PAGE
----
Background: Recently, a group of betainized compounds have been suggested to play a role in health effects in relation to a whole-grain-rich diet. Objectives: The aims of this study were to develop a quantitative mass spectrometric method for selected betainized compounds in human plasma, and to investigate their association with nutrient intake and measures of metabolic health in participants of the SYSDIET study. Methods: The SYSDIET study was a controlled randomized intervention including individuals with metabolic syndrome, where the healthy Nordic diet (HND) group increased intakes of whole grains, canola oil, berries, and fish, whereas the control diet (CD) group consumed low-fiber cereal products, milk fat, and restricted amounts of fish and berries. A quantitative LC combined with triple quadrupole MS method for betainized compounds was developed and applied to fasting plasma samples from baseline (week 0) and the end of the intervention (week 18 or 24). Concentrations of betainized compounds were correlated with intakes of selected nutrients and fiber and measures of metabolic health. Results: Pipecolic acid betaine (PAB) concentrations were significantly higher in the HND group than in the CD group (P = 0.00032) at the end of the intervention and correlated directly (P < 0.0001) with intakes of dietary fiber (r = 0.376) and a biomarker related to whole-grain rye intake, namely the ratio of alkylresorcinol C17:0 to C21:0 (r = 0.442). PAB was associated inversely with fasting plasma insulin consistently at the beginning and at the end of the intervention (P < 0.001, r = -0.300; P < 0.01, r = -0.250, respectively), as well as IL-1 receptor antagonist (P < 0.01, r = -0.232 at the beginning; P < 0.01, r = -0.236 at the end) and serum LDL/HDL cholesterol (P < 0.01, r = -0.239 at the beginning; P < 0.01, r = -0.241 at the end). Conclusions: Among adults with the metabolic syndrome, PAB plasma concentrations were associated with fasting insulin, inflammation, and lipids and were significantly increased with adoption of the HND. Further studies are needed to clarify the biological functions of betainized compounds. This trial was registered at clinicaltrials.gov as NCT00992641.
|Number of pages||11|
|Journal||American Journal of Clinical Nutrition|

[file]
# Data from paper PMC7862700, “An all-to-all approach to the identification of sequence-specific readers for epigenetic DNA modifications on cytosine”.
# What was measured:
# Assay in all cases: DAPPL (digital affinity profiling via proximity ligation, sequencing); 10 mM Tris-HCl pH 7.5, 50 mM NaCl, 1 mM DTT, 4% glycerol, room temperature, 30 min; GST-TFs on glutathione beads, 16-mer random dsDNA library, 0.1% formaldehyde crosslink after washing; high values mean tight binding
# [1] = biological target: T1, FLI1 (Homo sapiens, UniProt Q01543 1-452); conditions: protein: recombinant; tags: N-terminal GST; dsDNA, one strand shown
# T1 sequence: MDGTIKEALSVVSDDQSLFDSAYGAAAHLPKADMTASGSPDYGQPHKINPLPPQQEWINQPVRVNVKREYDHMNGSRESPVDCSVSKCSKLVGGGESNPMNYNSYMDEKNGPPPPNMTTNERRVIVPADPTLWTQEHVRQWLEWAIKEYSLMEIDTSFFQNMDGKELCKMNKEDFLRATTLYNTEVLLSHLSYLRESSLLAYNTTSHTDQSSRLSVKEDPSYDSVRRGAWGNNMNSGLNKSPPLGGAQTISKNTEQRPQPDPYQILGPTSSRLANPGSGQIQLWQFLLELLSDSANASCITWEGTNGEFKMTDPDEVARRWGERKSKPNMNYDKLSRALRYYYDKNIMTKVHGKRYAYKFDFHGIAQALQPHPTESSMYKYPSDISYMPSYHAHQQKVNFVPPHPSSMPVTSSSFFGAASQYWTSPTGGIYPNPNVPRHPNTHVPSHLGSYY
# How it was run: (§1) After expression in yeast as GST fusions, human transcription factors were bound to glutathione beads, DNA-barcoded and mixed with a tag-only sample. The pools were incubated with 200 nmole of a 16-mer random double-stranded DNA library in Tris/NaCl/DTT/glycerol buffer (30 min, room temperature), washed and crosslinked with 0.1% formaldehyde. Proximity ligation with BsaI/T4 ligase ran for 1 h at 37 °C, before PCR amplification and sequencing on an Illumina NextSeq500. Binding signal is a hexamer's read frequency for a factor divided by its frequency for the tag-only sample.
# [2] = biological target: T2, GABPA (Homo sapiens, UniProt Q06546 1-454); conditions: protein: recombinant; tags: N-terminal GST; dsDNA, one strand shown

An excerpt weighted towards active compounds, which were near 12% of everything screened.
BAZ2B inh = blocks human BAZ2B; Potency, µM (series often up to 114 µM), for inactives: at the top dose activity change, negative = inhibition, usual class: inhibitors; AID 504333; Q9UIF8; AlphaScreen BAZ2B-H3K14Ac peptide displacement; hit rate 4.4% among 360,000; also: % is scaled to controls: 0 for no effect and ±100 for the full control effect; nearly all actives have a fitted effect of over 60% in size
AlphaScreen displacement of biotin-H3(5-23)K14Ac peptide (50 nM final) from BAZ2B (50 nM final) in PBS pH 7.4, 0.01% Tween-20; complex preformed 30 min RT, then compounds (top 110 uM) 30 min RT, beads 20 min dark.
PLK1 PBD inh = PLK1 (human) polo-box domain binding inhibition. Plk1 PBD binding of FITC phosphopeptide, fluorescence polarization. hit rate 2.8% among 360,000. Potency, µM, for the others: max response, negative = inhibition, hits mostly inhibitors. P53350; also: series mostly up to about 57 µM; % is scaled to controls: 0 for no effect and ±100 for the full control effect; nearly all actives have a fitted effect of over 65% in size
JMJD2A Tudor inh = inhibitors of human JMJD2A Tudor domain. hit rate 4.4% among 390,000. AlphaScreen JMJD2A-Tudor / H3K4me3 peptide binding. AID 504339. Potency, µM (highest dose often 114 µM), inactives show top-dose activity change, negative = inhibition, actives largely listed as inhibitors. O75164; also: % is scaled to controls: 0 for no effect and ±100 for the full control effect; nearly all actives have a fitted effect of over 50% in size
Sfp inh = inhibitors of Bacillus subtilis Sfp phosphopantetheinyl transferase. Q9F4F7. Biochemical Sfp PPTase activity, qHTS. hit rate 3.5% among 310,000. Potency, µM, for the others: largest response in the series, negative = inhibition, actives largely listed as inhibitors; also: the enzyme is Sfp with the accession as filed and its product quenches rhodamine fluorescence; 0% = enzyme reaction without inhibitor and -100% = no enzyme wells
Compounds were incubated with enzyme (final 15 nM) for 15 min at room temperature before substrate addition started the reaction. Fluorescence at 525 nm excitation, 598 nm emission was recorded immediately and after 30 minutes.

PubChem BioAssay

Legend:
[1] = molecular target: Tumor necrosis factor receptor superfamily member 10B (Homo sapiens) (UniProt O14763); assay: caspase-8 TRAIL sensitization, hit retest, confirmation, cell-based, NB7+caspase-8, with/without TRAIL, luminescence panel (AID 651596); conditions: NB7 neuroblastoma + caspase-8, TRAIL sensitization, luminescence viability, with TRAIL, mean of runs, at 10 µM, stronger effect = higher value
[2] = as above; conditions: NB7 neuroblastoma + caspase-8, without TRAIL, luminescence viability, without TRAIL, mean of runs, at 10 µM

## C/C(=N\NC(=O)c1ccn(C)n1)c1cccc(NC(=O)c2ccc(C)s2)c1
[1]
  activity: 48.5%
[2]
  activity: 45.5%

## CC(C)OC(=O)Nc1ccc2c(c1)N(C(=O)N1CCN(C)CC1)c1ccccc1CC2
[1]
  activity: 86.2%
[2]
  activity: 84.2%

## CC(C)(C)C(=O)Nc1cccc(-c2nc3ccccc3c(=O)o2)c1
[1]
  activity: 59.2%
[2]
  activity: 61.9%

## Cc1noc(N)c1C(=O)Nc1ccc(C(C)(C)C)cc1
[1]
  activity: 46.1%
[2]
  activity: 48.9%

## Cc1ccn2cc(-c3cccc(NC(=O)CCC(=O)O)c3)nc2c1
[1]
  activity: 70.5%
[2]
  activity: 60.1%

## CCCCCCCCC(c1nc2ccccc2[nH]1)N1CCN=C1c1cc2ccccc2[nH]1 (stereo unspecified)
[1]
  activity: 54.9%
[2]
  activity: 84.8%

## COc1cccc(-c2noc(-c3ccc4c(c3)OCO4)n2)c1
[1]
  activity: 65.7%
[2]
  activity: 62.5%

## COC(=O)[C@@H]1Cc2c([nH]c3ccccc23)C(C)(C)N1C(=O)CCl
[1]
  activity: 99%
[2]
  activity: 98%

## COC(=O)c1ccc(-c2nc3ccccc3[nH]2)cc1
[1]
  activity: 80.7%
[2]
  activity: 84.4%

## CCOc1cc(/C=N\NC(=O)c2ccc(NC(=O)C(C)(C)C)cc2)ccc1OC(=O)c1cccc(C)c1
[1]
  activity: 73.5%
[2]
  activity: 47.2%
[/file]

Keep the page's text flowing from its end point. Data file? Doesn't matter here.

|Publication status||Published - 1 Nov 2019|
Supported by the Academy of Finland (to K Hanhineva), Biocenter Finland (to K Hanhineva), Biocenter Kuopio (to SA and ML), and the Lantmännen Research Foundation (to K Hanhineva). Systems biology in controlled dietary interventions and cohort studies (SYSDIET) was 1 of the 3 projects in the Nordic Centre of Excellence Programme on Food, Nutrition and Health nominated and funded by NordForsk for the years 2007-2012 (SYSDIET; 070014). The intervention study was also funded by the Academy of Finland, Finnish Diabetes Research Foundation, Finnish Foundation for Cardiovascular Research, The Sigfrid Juselius Foundation and EVO funding from Kuopio University Hospital (Finland); the Druvan Foundation, ESPEN, Skåne County Council Research and Development Foundation, The Heart-Lung Foundation, Diabetesfonden and Foundation Cerealia (Sweden); The Danish Obesity Research Centre (DanORC, www.danorc.dk), The Danish Council for Strategic Research (Dairy-Health, BioFunCarb) (Denmark); The Agricultural Productivity Fund, The Research Fund of the University of Iceland (Iceland). The food products for the study participants were provided by the following companies: Kesko Food Ltd, Raisio Group (Finland); Belico Food AB, Fazer Bageri Sverige, Lantmännen, Oatly AB, Olle Svensson AB, Procordia Food AB, Pågen AB, Unilever, Wasabröd AB (Sweden); Lantmännen Food R&D, Jan Import A/S, Ardo A/S, Scandic Food A/S, WASA, Glyngøre Limfjord A/S, Royal Greenland A/S, Arla Foods (Denmark); The Mother Earth Farm at Vallanes (Iceland); and Unilever Nordic (Sweden, Denmark, Iceland).
Copyright © American Society for Nutrition 2019.
- betainized compounds
- healthy Nordic diet
- pipecolic acid betaine
- whole grain